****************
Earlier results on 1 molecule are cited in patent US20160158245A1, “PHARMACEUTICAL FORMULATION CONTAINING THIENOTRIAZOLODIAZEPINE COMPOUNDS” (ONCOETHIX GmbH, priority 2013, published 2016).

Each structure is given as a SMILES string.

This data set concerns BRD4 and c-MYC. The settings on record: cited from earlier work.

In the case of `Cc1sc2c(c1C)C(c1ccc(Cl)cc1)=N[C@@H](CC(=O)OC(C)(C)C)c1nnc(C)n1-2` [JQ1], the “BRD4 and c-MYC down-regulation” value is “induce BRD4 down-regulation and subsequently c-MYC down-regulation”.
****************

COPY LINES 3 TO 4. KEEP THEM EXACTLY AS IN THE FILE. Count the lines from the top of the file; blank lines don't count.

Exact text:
This data set concerns BRD4 and c-MYC. The settings on record: cited from earlier work.

In the case of `Cc1sc2c(c1C)C(c1ccc(Cl)cc1)=N[C@@H](CC(=O)OC(C)(C)C)c1nnc(C)n1-2` [JQ1], the “BRD4 and c-MYC down-regulation” value is “induce BRD4 down-regulation and subsequently c-MYC down-regulation”.